Facebook Plunges Into Online Ad Mainstream

Facebook on Thursday announced it will soon move to interest-based advertising, almost three years after archrival Google, and well after other major players such as Yahoo and Amazon.

It also will introduce “ad preferences,” a tool accessible from every ad on Facebook that will explain why users were served an ad, and let them remove interests that form the basis on which that ad is served.

Further, users can opt out of receiving targeted ads using the Digital Advertising Alliance’s opt-out tool.

The moves bring Facebook into the mainstream online ad community, Gartner analyst Andrew Frank told the E-Commerce Times.

“Facebook has long been a rather isolated self-contained ecosystem among website and mobile apps, with its own data gold mine and proprietary ad system,” Frank explained.

“Its earlier announcement of a mobile ad network and now this announcement signal a pattern where Facebook moves to join the broader marketplace of ads and data and privacy practices that span the Internet.”

Free to Choose?

“Not only can you now see why an ad was shown to you, but you can take action to see better, more personalized ads in the future,” Facebook spokesperson Tim Rathschmidt told the E-Commerce Times.

Users who don’t want to receive targeted ads can click on a link provided to the DAA consumer opt-out page.

Facebook also honors device-level settings like ‘Limit Ad Tracking’ on iOS, but does not honor ‘Do not track’ browser settings, “because currently there is no industry consensus,” Rathschmidt said.

“Since there’s still no standard interpretation of DNT, I think awaiting the standards process would … be roughly equivalent to doing nothing,” Gartner’s Frank noted.

Still, “the vast majority of users won’t change whatever default option is set,” Frank said. “Forcing a choice would also probably [bring me] more annoyance than offering a clear opt-out.”

The DAA opt-out option is not quite what it seems — selecting it means only that users will not get targeted ads. They may still, however, get random ads from the companies whose targeted ads they opted not to receive.

“Facebook has never offered a blanket opt-out from advertising, nor do I think this would be economically feasible unless they charged users directly for access,” Frank pointed out. “Perhaps they will offer such an option someday, but I don’t think the lack of such an option nullifies the value of allowing users to opt out of interest-based ads.”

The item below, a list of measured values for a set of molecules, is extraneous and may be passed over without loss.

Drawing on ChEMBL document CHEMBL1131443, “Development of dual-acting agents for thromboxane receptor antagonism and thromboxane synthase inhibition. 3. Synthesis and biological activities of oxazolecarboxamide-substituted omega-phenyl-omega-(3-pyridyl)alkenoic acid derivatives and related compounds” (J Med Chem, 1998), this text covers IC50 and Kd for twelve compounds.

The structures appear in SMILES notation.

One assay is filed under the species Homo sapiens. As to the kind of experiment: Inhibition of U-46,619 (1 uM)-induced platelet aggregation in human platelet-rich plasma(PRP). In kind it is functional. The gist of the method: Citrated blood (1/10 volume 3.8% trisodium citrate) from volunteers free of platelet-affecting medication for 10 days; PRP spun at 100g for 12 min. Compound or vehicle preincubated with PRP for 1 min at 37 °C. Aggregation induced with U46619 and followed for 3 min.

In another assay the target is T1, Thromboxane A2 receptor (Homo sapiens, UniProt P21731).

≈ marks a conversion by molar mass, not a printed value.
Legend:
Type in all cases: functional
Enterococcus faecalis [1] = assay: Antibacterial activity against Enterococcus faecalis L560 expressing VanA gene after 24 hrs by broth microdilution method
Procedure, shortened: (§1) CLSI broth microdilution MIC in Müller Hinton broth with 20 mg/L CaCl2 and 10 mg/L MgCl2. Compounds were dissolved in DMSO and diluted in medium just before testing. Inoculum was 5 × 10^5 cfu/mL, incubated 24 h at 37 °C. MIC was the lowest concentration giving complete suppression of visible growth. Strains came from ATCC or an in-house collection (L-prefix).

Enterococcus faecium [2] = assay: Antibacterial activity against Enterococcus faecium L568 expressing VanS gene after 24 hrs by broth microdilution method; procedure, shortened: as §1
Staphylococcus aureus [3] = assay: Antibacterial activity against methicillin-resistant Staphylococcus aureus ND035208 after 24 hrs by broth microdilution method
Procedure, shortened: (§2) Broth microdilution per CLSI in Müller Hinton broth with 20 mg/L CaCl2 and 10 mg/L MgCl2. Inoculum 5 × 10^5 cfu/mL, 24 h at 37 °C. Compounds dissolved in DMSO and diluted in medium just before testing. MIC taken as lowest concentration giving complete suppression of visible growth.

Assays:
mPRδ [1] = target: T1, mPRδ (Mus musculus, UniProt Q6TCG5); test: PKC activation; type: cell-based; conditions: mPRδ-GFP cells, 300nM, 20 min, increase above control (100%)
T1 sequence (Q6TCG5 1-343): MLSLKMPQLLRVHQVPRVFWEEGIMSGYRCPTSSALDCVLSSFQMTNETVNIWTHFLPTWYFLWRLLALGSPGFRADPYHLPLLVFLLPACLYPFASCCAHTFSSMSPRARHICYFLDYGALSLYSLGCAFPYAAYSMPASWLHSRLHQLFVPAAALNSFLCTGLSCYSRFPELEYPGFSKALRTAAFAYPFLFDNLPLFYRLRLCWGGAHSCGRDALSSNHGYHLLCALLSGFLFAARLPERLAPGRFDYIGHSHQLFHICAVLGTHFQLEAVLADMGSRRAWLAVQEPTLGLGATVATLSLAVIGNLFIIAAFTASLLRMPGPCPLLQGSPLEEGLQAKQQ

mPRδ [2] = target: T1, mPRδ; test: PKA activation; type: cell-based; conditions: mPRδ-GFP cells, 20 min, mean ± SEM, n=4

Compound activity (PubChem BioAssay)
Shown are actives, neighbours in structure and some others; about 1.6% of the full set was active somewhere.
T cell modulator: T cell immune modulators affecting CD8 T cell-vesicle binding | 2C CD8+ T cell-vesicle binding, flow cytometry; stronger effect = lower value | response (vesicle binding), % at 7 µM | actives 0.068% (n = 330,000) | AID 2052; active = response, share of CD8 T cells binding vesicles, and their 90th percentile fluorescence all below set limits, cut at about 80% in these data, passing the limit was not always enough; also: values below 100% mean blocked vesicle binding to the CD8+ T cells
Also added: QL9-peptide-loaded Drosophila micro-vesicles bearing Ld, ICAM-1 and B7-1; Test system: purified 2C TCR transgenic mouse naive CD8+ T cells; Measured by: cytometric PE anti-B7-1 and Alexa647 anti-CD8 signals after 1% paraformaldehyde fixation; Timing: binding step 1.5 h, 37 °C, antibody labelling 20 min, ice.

However, the new policy might be “massively ineffective,” because “it will both provide ads you don’t want and block ads that address your changing needs,” Rob Enderle, principal analyst at the Enderle Group, told the E-Commerce Times.

“For instance, I may be interested in looking at car ads every three-to-five years, but not the rest of the time — so I opt out, [and] it likely wouldn’t occur to me to opt back in,” Enderle explained. “If I’ve opted out of kid-oriented ads but one of my nephews has a birthday, I won’t see ads [that might be helpful]. Our interests aren’t static.”

It’s All Good for Business

“Facebook has a shareholder obligation to maximize the value of its platform, and improving the effectiveness of its advertising is a crucial part of this,” Gartner’s Frank remarked.

The company is doing well on that score. Its net digital ad revenue as a percentage of total digital ad revenue in the U.S. has been growing steadily, Statista’s figures show.

Facebook had 5.9 percent of total U.S. digital ad revenue in 2012 and 7.4 percent in 2013. It is projected to have 8.2 percent this year and 9 percent in 2015.

That’s during a period of steady growth; eMarketer puts total U.S. digital display ad revenue at $17.7 billion in 2013; $20.73 billion this year; and $23.87 billion in 2015.

As for mobile ads, which comprise the fastest-growing segment, Facebook’s market share grew from 5.4 percent in 2012 to 17.5 percent last year, said eMarketer, and it is projected to hit 21.7 percent this year.

Richard Adhikari

Richard Adhikari has written about high-tech for leading industry publications since the 1990s and wonders where it's all leading to. Will implanted RFID chips in humans be the Mark of the Beast? Will nanotech solve our coming food crisis? Does Sturgeon's Law still hold true? You can connect with Richard on Google+.

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